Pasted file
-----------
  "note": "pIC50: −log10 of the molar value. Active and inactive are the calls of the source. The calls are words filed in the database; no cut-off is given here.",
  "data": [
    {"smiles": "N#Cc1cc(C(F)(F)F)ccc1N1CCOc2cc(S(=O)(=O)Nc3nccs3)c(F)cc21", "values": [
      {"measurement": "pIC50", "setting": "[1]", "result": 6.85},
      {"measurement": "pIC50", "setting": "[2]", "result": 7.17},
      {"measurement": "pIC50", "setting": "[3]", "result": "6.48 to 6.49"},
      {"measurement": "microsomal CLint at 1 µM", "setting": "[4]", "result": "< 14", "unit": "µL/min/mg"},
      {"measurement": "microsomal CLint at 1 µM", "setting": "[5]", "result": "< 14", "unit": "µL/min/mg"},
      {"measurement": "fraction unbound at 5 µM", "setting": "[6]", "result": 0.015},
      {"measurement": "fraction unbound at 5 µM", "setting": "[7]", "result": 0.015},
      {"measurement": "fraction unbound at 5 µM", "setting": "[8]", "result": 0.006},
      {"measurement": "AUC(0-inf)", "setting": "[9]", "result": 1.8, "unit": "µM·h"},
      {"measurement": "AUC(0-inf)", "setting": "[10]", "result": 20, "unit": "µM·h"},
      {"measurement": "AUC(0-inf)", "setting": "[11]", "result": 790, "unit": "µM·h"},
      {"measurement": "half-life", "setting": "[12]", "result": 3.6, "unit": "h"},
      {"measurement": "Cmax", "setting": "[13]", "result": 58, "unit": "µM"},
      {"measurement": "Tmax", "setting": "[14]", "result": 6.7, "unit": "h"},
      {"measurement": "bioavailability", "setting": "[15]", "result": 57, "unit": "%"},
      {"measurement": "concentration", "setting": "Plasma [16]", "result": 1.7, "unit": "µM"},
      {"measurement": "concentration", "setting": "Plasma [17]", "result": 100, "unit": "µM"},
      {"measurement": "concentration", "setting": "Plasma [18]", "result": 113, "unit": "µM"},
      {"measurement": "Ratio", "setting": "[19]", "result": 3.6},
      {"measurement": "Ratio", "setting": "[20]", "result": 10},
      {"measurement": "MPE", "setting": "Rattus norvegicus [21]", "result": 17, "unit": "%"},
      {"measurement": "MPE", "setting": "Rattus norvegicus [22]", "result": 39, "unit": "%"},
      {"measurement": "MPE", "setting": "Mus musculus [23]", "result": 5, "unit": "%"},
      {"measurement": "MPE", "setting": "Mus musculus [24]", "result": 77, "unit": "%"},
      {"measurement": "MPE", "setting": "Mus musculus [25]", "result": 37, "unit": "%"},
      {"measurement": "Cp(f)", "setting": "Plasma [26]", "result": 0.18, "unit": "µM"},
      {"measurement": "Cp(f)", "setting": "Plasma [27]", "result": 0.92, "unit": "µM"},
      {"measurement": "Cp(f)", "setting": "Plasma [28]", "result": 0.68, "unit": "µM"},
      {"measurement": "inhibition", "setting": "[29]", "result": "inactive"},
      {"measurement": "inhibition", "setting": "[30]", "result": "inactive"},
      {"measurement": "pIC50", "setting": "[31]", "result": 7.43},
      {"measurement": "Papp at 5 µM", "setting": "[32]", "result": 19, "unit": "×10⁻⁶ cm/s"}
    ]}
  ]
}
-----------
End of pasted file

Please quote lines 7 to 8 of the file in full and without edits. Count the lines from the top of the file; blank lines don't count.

      {"measurement": "microsomal CLint at 1 µM", "setting": "[4]", "result": "< 14", "unit": "µL/min/mg"},
      {"measurement": "microsomal CLint at 1 µM", "setting": "[5]", "result": "< 14", "unit": "µL/min/mg"},